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  • Writer's pictureSean Buhagiar

STATEMENT - 19 June 2023 (Satire law tabled in Parliament)

I was very glad to hear that the Prime Minister has announced an improved bill safeguarding satire and artistic expression, which is being discussed in Parliament as I write. I would like to thank the Prime Minister and all the ministers involved for their swift action and public stance on the matter.

I now encourage everyone in the cultural sphere to apply the same standards to all forms of art, from religious parody to political satire, in theatre, comedy and particularly local television. This law can further protect writers, cartoonists, satirists, comedians and more - it could much bigger than just this case. After all, as satirist Dario Fo put it in his acceptance speech for the Nobel in 1997: a theatre, a literature, an artistic expression that does not speak for its own time, becomes irrelevant. A speech titled Contra Jogulatores Obloquentes: Against Jesters Who Defame and Insult. A speech which makes far better reading than this statement.

Many interesting articles were written. Here are some quick things I wanted to say without making this too long too read by social media standards.

1. While my case may have received more attention since I was the third in a row to be charged, it is important to note the situation of Matt Bonanno, the owner of Bis-Serjetà, who has faced reports twice in row. As the proprietor of a satirical enterprise, it's practically form of harassment. I hope this bill provides even stronger protection for such enterprises, considering the potential benefits they bring to our online ecosystem. When compared to countries like Italy or England, satire is not as widely utilized as a form of entertainment. We need to safeguard these artists, as art is also a means of making a living. Daniel Xuereb was working during his comedy show and he was charged. That was my initial point, and it remains my stance today. 2. Some people have argued that this form of expression could be categorized as hate speech (i.e. asshole or carpet bombing) and should be treated with the same scrutiny as the recent case involving Fr David. However, they are not equivalent. My defence was in relation to a satirist's joke and a joke during a comedy show, which falls within the realm of artistic expression. 3. Furthermore, even satire and comedy can be subject to artistic direction. There is good satire and bad satire, just as there is good comedy and bad comedy. If an artistic director deems something to be of poor quality, it is not censorship but rather curating. Being bad satire, or bad comedy does not make it subject to criminal charges any more than good comedy would. I saw comments arguing that calling someone an asshole should not be considered art, but in the context of what happened they are missing the wood for the trees. 4. I hope this bill, which I have yet to thoroughly read, includes some form of deterrent for such cases. While everyone has the right to free speech and the right to be offended, being offended does not automatically make the speech illegal or even insensitive—it simply means you are personally offended. An artist or comedian should not be subject to any threshold of personal sensitivity. Having said that, everyone has the right to take legal action if they believe they have been threatened (although I really think it should not be the police charging criminally) but if such threats are proven to be null and are determined to be a form of art or satire by the court, the person who brought the case should be held liable for the damages caused, not just the costs incurred. If Matt and Daniel were found liable for a very hefty fine and/or jail time, then the apstor should also be liable for a significant sum of money for taking them to court over what was clearly satire and comedy, as determined by the court. That might be a deterrent to this misuse of the law. I am no lawyer, but it's a point I feel could be made.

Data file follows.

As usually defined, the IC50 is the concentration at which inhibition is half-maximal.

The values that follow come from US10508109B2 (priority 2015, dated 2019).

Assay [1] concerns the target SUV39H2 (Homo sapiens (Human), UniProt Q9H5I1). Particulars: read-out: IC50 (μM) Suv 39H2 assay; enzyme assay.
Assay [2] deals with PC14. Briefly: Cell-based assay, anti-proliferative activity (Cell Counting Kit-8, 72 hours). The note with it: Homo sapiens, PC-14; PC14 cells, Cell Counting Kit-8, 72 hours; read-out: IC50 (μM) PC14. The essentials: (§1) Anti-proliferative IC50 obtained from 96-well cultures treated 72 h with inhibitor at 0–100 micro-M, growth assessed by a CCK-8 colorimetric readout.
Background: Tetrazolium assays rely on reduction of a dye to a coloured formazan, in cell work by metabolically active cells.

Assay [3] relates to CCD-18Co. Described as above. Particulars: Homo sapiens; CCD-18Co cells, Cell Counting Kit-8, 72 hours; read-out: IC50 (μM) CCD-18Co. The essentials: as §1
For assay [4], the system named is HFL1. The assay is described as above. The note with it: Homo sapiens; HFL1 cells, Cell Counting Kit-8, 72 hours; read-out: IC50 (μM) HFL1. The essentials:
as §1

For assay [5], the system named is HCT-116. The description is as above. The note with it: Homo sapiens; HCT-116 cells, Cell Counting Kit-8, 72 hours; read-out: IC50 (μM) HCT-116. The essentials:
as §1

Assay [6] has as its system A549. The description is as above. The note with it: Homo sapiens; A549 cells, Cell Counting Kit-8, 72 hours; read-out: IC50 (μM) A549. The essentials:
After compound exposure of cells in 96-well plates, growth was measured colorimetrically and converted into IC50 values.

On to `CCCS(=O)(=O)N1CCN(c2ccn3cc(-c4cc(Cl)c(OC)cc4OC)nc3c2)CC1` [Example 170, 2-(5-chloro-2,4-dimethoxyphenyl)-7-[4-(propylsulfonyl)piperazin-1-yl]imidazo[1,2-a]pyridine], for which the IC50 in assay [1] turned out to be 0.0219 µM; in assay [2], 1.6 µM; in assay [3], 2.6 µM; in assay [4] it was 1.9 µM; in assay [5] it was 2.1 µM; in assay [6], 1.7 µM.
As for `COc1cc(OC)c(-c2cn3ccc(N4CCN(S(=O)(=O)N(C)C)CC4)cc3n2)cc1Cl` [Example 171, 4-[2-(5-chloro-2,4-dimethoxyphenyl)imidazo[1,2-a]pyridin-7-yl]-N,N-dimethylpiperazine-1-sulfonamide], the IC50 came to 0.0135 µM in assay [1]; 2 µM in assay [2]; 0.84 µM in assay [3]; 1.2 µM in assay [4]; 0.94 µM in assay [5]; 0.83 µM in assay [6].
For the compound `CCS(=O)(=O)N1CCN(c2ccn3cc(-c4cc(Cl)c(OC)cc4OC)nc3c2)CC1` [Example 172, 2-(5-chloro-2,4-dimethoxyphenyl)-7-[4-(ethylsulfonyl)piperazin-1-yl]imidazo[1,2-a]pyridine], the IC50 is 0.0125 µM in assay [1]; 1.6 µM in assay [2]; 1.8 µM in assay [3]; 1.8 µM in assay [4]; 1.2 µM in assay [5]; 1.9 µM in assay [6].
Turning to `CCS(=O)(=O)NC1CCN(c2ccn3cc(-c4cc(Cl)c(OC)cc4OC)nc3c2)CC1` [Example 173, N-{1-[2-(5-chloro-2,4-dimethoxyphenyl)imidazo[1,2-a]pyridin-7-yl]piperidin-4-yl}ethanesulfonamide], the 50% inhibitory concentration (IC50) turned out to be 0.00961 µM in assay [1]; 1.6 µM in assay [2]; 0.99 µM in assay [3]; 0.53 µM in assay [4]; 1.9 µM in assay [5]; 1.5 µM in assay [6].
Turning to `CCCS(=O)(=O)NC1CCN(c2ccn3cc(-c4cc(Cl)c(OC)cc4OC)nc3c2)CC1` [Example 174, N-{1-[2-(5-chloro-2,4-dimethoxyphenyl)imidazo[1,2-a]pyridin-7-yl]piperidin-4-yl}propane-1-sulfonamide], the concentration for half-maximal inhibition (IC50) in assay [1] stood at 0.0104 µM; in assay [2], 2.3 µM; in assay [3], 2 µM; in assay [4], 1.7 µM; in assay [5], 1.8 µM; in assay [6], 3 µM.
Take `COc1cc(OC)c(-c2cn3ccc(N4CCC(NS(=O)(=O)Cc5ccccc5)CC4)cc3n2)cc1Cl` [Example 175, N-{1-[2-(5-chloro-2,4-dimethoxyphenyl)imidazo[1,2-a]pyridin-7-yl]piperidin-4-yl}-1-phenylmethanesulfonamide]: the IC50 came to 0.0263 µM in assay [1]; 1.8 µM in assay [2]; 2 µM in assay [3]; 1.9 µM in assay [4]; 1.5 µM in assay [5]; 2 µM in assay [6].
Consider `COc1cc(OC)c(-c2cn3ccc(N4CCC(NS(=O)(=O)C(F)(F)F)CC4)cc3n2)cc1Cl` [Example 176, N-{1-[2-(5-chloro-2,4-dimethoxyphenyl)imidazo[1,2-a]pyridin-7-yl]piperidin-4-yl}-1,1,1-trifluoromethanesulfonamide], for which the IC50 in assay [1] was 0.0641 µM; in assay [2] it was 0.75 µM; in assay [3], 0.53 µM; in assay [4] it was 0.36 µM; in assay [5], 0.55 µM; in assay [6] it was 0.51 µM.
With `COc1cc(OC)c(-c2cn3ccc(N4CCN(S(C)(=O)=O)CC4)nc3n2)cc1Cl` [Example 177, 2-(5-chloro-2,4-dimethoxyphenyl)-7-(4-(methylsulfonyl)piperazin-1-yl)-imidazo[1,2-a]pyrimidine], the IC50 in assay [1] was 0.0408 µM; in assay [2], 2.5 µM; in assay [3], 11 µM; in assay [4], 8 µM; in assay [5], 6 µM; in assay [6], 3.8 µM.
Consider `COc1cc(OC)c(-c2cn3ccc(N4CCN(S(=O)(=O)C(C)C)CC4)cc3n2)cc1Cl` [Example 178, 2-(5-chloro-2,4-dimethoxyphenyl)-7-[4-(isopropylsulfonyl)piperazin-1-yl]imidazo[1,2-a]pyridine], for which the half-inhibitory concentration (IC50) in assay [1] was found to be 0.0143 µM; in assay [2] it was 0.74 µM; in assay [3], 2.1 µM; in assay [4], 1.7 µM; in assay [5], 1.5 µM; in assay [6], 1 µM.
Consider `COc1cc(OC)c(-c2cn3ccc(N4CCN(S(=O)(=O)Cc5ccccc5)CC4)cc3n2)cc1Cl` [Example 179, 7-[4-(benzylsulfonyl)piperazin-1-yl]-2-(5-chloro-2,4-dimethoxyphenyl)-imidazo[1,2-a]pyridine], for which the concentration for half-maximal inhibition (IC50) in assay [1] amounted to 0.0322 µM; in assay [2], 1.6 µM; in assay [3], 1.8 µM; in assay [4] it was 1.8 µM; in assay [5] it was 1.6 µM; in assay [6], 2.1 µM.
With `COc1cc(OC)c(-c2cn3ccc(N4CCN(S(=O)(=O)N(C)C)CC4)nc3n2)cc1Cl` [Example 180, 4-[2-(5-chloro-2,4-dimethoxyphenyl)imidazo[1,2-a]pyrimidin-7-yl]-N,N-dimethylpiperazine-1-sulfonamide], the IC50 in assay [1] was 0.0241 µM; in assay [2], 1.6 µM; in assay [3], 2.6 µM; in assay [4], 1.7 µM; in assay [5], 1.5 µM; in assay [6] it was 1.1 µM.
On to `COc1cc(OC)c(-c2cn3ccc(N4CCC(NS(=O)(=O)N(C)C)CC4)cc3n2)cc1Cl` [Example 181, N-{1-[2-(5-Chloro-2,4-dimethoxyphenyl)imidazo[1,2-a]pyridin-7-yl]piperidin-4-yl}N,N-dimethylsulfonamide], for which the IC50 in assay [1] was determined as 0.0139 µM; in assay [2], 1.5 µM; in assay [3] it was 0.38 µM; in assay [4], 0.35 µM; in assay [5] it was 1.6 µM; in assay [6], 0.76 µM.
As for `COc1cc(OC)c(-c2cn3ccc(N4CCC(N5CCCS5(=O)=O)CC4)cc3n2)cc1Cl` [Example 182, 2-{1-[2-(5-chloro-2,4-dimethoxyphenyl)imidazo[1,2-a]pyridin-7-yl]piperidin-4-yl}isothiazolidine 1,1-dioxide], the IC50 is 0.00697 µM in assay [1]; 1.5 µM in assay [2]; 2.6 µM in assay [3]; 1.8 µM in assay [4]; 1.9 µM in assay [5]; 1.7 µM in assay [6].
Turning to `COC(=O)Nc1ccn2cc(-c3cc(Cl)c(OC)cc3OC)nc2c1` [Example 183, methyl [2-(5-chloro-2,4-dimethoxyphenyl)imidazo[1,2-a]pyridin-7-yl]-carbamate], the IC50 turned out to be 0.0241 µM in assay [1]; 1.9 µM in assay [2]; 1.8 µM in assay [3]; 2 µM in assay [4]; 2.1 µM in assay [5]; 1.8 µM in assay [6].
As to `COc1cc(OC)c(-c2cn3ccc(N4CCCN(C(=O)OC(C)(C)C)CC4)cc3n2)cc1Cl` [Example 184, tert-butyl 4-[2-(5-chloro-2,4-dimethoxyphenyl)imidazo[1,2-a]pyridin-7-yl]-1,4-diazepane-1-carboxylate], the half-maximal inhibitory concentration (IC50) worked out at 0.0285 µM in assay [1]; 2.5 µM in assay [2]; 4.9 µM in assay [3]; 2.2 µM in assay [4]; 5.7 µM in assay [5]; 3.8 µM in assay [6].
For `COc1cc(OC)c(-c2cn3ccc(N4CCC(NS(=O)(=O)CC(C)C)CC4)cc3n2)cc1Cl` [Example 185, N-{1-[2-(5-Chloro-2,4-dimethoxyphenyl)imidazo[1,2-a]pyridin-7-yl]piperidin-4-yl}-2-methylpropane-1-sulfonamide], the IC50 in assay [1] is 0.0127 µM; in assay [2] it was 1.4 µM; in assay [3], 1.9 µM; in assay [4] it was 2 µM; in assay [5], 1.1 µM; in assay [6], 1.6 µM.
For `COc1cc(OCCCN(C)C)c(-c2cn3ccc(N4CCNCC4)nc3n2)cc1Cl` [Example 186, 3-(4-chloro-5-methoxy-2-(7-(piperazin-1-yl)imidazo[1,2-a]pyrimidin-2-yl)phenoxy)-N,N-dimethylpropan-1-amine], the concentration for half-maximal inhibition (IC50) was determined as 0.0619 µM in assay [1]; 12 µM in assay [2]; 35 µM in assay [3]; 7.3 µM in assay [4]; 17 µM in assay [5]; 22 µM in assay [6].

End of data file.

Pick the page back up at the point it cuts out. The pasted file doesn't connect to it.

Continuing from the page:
In any case, I am very pleased that this issue has garnered so much attention, and I hope that this new protection will pave the way for stronger and better satire, comedy, and art.

Sean Buhagiar

On Saturday I will be talking more about the above to Andrew Azzopardi on his show on 103FM.

Robert Abela, Owen Bonnici, Byron Camilleri

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